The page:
A huge chunk of space has been discovered at the bottom of a Russian lake.
A fragment of a meteorite that weighs 1,255 pounds was removed from Lake Chebarkul in central Russia on Wednesday. The space rock could be the largest piece of the meteorite ever found, the BBC reports.
“The preliminary examination ... shows that this is really a fraction of the Chelyabinsk meteorite,” Sergey Zamozdra, associate professor of Chelyabinsk State University, said in a statement referring to a 10,000-ton meteorite that hit the region on Feb. 15. “It’s got thick burn-off, the rust is clearly seen and it’s got a big number of indents.”
The five-foot-long boulder was covered and placed on a metal sheet before being brought to shore. Trouble came when scientists tried to weigh the giant meteorite, which crumbled into three pieces when it was airlifted. Then the scale broke once it hit the 1,255-pound mark.
A natural history museum now houses the giant chunk, which will have samples sent to labs to determine if it in fact came from space. If it is, it may be “one of the top ten biggest meteorite fragments ever found,” Zamozdra said.
The chunk, which was found at the beginning of September, had several failed attempts at being brought to the surface before the latest try. Divers found the meteorite 65 feet underwater buried in mud, which took 10 days to remove, RT reports.
The meteorite now known as the “Chelyabinsk Meteorite” weighed about 11,000 tons when it hit central Russia injuring more than 1,600 people. The meteorite’s explosion was comparable to a nuclear bomb, according to Mikhail Marov, deputy head of the planetary research and space chemistry department, at the Russian Academy of Sciences' Institute of Geo-Chemistry and Analytical Chemistry.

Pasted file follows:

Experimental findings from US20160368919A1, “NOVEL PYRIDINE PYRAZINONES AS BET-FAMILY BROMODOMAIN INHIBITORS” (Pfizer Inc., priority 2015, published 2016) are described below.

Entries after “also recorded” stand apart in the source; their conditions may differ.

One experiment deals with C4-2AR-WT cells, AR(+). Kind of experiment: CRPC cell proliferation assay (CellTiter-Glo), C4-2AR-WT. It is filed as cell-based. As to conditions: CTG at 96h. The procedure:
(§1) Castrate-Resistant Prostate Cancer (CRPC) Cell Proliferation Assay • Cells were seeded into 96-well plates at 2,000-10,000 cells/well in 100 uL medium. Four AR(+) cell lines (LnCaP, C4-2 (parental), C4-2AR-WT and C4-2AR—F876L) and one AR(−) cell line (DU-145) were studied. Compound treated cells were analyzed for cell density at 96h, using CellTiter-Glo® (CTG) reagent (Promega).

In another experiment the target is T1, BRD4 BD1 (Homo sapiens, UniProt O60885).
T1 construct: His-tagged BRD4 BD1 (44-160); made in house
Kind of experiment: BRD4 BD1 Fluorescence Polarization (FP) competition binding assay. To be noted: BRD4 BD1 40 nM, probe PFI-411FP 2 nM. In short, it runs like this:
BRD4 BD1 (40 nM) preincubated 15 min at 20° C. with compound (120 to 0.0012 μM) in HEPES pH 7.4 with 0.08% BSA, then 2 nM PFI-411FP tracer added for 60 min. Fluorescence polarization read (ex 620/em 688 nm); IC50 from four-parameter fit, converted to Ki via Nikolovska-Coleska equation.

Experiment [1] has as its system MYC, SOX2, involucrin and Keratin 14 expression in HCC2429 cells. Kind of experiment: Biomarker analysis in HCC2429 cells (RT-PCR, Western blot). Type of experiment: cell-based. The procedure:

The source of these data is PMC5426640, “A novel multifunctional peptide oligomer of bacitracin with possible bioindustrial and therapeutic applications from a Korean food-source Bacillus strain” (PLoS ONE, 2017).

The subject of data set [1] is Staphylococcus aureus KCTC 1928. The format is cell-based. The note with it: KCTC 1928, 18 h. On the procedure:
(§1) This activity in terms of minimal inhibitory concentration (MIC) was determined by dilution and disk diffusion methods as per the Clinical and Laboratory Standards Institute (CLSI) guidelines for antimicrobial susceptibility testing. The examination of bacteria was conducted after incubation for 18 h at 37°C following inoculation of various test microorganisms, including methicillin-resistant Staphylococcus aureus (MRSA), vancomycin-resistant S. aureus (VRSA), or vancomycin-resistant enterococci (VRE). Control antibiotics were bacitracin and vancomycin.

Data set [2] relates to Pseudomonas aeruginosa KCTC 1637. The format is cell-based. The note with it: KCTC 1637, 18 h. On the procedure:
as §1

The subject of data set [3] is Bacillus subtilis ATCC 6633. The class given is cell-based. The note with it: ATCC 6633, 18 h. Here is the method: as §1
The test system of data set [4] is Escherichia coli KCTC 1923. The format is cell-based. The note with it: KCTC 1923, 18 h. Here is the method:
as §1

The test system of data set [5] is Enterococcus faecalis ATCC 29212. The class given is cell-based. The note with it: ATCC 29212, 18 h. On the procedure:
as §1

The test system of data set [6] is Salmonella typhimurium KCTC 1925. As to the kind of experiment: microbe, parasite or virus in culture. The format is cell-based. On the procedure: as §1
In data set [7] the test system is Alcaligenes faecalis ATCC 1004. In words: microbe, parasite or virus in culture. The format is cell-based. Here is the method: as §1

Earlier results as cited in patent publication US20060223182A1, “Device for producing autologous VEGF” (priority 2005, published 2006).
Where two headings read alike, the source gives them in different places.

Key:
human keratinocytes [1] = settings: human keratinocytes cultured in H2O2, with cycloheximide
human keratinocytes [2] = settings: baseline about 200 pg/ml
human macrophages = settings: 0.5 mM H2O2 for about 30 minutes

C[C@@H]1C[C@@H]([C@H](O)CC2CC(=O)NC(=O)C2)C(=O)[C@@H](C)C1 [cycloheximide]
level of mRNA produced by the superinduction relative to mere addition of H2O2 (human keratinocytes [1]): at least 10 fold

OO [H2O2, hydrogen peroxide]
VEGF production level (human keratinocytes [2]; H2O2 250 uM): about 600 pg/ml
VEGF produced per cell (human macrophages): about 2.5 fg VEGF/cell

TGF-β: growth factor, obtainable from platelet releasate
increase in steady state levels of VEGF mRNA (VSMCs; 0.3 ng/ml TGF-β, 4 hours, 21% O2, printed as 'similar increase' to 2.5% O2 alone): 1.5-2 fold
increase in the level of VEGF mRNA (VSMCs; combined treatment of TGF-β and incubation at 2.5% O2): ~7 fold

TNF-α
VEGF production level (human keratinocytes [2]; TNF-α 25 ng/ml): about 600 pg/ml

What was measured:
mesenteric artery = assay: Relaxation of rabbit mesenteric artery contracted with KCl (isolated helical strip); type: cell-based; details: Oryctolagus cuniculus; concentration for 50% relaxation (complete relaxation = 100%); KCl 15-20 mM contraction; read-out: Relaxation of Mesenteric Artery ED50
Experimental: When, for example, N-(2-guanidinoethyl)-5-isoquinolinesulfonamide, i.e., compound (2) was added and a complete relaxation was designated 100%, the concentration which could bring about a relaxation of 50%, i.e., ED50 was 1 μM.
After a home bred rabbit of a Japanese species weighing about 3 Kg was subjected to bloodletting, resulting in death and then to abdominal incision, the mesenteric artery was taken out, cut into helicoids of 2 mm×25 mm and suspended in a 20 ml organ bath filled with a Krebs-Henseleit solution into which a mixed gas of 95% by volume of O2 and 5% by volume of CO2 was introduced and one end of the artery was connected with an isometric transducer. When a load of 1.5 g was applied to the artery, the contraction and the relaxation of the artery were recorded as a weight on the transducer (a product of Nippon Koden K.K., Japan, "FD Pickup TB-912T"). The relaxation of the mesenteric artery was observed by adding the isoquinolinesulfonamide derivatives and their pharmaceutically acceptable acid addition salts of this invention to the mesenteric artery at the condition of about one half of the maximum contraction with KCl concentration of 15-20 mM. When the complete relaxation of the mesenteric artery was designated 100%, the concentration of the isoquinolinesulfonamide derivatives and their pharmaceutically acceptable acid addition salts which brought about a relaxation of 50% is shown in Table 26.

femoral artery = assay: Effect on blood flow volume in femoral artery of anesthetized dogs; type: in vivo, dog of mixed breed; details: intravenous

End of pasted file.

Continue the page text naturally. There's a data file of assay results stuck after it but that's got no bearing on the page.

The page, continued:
"Actually, the speed of a meteorite's vertical drift is typical of surface nuclear explosions, which makes appropriate the comparison with a nuclear explosion," he said, according to the Voice of Russia. The Associated Press said the meteorite explosion was as strong as 20 Hiroshima atomic bombs when it landed near Chelyabinsk, a city with a population of more than 1 million people.
The chunk that was removed from the lake is believed to be the biggest fragment of the meteorite -- the largest to date weighs only 10 pounds. Other remnants from the meteorite that were tested suggest the space rock is billions of years old.
"An analysis of Chelyabinsk meteorite fragments shows that its age practically coincides with that of the solar system, 4.56 billion years. In fact, we possess a rock from the times of genesis," Marov told the Voice of Russia.
This isn’t the only meteorite to be pulled from Lake Chebarkul. Another fragment that's believed to weight anywhere between 660 to 1,110 pounds is expected to be pulled from the lake later on Wednesday, the Canadian Broadcast Corporation reports.